Law students interested in pursuing an M.S. in Computer Science must apply for admission to the Computer Science Department either (i) concurrently with applying to the Law School; or (ii) after being admitted to the Law School, but no later than the earlier of: (a) the end of the second year of law school; or (b) the Computer Science Department's admission deadline for the year following that second year of law school. In addition to being admitted separately to the Law School and the Computer Science Department, students must secure permission from both academic units to pursue degrees in those units as part of a joint degree program. J.D./M.S. students may elect to begin their course of study in either the Law School or the Computer Science Department. Faculty advisors from each academic unit will participate in the planning and supervising of the student's joint program. Students must be enrolled full time in the Law School for the first year of law school. Otherwise, enrollment may be in the graduate school or the Law School and students may choose courses from either program regardless of where enrolled. Students must satisfy the requirements for both the J.D. and the M.S. degrees as specified in the Stanford Bulletin or elsewhere.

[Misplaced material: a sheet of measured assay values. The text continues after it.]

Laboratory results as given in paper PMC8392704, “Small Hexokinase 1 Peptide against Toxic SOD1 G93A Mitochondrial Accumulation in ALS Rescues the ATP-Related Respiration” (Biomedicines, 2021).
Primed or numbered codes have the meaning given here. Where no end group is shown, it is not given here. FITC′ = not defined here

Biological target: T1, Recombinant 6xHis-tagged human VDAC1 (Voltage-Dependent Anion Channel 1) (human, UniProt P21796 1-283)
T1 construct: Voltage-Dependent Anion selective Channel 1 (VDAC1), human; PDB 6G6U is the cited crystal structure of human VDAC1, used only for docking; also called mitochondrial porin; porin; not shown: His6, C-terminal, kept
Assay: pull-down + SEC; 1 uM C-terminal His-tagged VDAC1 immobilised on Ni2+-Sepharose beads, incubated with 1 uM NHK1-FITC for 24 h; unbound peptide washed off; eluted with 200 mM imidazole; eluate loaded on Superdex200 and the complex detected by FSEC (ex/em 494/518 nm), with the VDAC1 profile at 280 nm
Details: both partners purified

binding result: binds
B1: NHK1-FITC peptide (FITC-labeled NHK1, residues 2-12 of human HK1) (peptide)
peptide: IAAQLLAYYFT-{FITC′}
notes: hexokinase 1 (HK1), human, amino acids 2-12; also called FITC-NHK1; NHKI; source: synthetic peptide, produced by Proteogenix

The Law School shall approve courses from the Computer Science Department that may count toward the J.D. degree, and the Computer Science Department shall approve courses from the Law School that may count toward the M.S. degree in Computer Science. In either case, approval may consist of a list applicable to all join degree students or may be tailored to each individual student program. No more than 45 units of approved courses may be counted toward both degrees. No more than 36 units of courses that originate outside the Law School may count toward the law degree. To the extent that courses under this joint degree program originate outside of the Law School but count toward the law degree, the Law School credits permitted under Section 17(1) of the Law School Regulations shall be reduced on a unit-per-unit basis, but not below zero. The maximum number of Law School credits that may be counted toward the M.S. in Computer Science is the greater of: (i) 12 units; or (ii) the maximum number of units from courses outside of the department that M.S. candidates in Computer Science are permitted to count toward the M.S. in the case of a particular student's individual program. Tuition and financial aid arrangements will normally be through the school in which the student is then enrolled.